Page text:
Duhaime's LawGallery - The Law In Pictures

  

Gortys' Law Code, Crete, 480 BC.

  • Object type: Document
  • Formal Title: Law Code of Gortys or Gortyn (Crete) 480 BC, Extrait d'une loi sur les héritages
  • Creator: unknown
  • Date Created: circa 480 BC
  • Origin: Gortys, Crete
  • Current Location: Le Louvre, Paris

This piece, held at the Louvre in Paris, is a segment of the great law code of Gortyn which adorned the city-center of the ancient Crete city.

Gortys was once the capital of Crete and historians believe that in its heyday, about 600 BC, the population may have reached 300,000.

The full Code, written in a form of ancient Greek, was situated in the amphitheatre called Odeum. Four sets of these stones, each dealing with different legal topics, has survived. According to the Cambridge Ancient History, 2nd Edition, it: "is often described as the first European law-code; and it is the only one to have survived from ancient Greece".

The Code primarily dealt with private law matters so as to minimize and pre-determine common disputes such as property rights, compensation in the event of violence, land-ownership and debts.

The Code, as did most Greek laws after it, divided all men into one of three categories, with descending legal rights accordingly: feemen, vassals and slaves.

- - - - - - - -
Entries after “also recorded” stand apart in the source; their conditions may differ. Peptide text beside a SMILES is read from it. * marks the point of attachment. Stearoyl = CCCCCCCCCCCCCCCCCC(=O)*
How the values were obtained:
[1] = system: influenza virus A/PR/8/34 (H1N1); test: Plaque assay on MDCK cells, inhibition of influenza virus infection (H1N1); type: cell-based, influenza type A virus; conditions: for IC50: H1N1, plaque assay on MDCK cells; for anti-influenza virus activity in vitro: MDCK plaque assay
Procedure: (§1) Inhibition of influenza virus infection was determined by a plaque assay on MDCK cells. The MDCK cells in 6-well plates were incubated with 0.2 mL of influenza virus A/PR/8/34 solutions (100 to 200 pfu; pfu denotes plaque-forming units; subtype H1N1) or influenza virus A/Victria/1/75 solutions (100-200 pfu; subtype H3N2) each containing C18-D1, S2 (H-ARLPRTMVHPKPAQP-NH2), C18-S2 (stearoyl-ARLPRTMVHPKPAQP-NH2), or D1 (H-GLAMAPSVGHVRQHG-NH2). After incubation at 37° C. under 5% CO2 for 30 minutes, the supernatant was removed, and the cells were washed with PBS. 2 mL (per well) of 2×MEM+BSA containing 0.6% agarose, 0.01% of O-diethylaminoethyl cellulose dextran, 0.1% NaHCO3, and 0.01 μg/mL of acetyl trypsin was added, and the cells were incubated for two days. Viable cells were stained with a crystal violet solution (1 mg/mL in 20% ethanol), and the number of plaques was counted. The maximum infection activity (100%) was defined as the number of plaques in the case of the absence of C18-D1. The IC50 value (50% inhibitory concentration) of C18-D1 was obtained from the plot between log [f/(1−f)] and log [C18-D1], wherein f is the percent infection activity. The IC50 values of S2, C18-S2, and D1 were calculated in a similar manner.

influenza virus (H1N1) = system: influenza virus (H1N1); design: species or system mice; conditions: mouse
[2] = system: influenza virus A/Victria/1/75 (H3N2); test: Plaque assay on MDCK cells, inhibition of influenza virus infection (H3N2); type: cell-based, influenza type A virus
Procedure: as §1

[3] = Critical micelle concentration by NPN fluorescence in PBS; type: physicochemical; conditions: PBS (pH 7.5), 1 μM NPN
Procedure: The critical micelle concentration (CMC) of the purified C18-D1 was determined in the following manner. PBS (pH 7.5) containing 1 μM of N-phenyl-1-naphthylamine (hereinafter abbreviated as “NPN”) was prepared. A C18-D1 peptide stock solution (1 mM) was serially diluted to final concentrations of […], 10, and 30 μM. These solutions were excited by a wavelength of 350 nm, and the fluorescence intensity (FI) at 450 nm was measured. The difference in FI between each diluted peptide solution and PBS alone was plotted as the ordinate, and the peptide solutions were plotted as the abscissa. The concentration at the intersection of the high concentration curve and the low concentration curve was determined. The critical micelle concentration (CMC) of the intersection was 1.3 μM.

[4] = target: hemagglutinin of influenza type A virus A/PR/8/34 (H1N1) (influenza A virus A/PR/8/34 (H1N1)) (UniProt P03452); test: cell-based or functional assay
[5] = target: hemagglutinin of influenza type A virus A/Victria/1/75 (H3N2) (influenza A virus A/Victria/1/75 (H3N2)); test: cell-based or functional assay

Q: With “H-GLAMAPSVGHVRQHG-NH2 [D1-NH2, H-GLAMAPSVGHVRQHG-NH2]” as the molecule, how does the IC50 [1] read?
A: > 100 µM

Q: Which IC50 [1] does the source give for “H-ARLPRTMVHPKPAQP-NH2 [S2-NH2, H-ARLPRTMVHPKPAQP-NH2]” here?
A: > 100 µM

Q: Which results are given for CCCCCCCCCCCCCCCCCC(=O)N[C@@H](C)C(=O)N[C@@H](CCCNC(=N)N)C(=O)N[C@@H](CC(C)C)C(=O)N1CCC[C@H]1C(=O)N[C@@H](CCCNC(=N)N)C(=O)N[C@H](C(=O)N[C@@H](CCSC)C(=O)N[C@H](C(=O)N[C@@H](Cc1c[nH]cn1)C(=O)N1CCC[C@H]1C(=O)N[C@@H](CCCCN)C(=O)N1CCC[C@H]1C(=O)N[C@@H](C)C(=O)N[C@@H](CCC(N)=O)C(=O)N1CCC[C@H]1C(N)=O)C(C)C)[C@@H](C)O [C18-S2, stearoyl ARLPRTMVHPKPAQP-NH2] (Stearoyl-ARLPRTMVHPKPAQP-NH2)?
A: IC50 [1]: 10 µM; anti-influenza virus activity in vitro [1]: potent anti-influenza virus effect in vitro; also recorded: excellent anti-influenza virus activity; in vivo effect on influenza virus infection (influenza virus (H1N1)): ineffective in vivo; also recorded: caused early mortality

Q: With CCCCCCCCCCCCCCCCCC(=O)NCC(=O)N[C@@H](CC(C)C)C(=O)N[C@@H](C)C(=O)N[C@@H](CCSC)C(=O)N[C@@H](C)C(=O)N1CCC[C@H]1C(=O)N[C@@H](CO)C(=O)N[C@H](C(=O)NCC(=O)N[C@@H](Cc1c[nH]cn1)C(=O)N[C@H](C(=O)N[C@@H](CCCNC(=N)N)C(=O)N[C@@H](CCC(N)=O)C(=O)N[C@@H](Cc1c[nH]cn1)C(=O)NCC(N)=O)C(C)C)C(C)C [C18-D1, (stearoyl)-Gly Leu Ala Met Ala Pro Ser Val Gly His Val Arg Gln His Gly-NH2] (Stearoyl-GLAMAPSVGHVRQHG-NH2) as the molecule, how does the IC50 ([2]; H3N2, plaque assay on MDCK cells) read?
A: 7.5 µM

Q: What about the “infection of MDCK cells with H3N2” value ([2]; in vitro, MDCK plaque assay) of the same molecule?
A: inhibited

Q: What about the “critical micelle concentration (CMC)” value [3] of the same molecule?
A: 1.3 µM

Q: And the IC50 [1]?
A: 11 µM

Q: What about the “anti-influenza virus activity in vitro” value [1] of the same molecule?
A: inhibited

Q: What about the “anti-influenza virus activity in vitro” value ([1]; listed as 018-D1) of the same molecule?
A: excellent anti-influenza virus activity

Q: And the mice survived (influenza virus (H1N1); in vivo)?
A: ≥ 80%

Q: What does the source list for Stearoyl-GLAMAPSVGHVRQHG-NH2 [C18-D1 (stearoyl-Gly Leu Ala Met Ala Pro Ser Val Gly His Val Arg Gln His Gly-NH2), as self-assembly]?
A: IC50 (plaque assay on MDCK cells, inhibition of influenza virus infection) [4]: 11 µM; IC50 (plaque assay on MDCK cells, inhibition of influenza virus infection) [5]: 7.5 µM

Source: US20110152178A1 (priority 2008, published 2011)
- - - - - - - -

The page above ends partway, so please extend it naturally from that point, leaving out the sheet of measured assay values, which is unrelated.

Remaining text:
In this stone extract of the great Code of Gortys, the law as to inheritance rights of an adopted son are set out. In the event of the death of a father, adopted children did not take an equal share with natural sons. But if there were no natural sons, the Code established that the adopted child would share equally with any daughters and then goes on, in this stone, to add:

"... but he will not have to pay the deceased's taxes nor take his share of the estate; but he will not have a share greater than the daughters.

"If the adopted son dies without natural children, his share of the estate will revert to the estate.

"(While still alive), the father is at liberty, if he so desires, to revoke the adoption by making a statement to this effect in the public square before an assembly of citizens."


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